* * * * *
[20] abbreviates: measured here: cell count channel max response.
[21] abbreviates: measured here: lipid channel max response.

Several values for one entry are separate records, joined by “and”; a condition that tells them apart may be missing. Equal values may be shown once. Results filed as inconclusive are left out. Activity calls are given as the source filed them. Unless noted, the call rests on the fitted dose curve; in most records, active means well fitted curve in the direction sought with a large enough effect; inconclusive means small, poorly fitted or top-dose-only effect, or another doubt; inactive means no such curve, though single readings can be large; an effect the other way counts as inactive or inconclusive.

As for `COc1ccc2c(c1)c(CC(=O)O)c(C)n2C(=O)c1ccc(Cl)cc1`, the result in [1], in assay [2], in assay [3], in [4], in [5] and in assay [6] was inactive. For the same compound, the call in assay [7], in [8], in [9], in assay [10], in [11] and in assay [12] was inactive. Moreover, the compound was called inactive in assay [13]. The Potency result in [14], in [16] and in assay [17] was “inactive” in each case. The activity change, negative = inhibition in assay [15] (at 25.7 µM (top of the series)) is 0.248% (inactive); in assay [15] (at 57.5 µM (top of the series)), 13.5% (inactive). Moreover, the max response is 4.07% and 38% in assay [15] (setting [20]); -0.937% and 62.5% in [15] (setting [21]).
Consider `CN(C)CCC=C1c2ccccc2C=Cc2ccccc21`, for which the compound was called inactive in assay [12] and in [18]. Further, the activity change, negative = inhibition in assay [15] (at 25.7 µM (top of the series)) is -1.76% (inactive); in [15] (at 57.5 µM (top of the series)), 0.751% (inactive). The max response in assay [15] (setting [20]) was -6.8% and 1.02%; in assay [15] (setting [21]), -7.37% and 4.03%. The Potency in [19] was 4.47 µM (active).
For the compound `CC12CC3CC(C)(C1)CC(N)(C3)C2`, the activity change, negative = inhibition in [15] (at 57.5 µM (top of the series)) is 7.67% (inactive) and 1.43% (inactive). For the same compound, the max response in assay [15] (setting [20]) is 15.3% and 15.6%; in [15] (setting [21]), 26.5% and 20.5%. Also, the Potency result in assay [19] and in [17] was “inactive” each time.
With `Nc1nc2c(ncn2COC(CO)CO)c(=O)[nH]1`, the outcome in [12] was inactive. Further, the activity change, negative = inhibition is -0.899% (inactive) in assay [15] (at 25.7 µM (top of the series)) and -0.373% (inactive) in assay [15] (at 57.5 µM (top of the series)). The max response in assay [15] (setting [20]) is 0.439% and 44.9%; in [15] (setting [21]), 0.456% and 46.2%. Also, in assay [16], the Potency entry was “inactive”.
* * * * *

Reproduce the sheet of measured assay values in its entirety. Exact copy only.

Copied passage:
[20] abbreviates: measured here: cell count channel max response.
[21] abbreviates: measured here: lipid channel max response.

Several values for one entry are separate records, joined by “and”; a condition that tells them apart may be missing. Equal values may be shown once. Results filed as inconclusive are left out. Activity calls are given as the source filed them. Unless noted, the call rests on the fitted dose curve; in most records, active means well fitted curve in the direction sought with a large enough effect; inconclusive means small, poorly fitted or top-dose-only effect, or another doubt; inactive means no such curve, though single readings can be large; an effect the other way counts as inactive or inconclusive.

As for `COc1ccc2c(c1)c(CC(=O)O)c(C)n2C(=O)c1ccc(Cl)cc1`, the result in [1], in assay [2], in assay [3], in [4], in [5] and in assay [6] was inactive. For the same compound, the call in assay [7], in [8], in [9], in assay [10], in [11] and in assay [12] was inactive. Moreover, the compound was called inactive in assay [13]. The Potency result in [14], in [16] and in assay [17] was “inactive” in each case. The activity change, negative = inhibition in assay [15] (at 25.7 µM (top of the series)) is 0.248% (inactive); in assay [15] (at 57.5 µM (top of the series)), 13.5% (inactive). Moreover, the max response is 4.07% and 38% in assay [15] (setting [20]); -0.937% and 62.5% in [15] (setting [21]).
Consider `CN(C)CCC=C1c2ccccc2C=Cc2ccccc21`, for which the compound was called inactive in assay [12] and in [18]. Further, the activity change, negative = inhibition in assay [15] (at 25.7 µM (top of the series)) is -1.76% (inactive); in [15] (at 57.5 µM (top of the series)), 0.751% (inactive). The max response in assay [15] (setting [20]) was -6.8% and 1.02%; in assay [15] (setting [21]), -7.37% and 4.03%. The Potency in [19] was 4.47 µM (active).
For the compound `CC12CC3CC(C)(C1)CC(N)(C3)C2`, the activity change, negative = inhibition in [15] (at 57.5 µM (top of the series)) is 7.67% (inactive) and 1.43% (inactive). For the same compound, the max response in assay [15] (setting [20]) is 15.3% and 15.6%; in [15] (setting [21]), 26.5% and 20.5%. Also, the Potency result in assay [19] and in [17] was “inactive” each time.
With `Nc1nc2c(ncn2COC(CO)CO)c(=O)[nH]1`, the outcome in [12] was inactive. Further, the activity change, negative = inhibition is -0.899% (inactive) in assay [15] (at 25.7 µM (top of the series)) and -0.373% (inactive) in assay [15] (at 57.5 µM (top of the series)). The max response in assay [15] (setting [20]) is 0.439% and 44.9%; in [15] (setting [21]), 0.456% and 46.2%. Also, in assay [16], the Potency entry was “inactive”.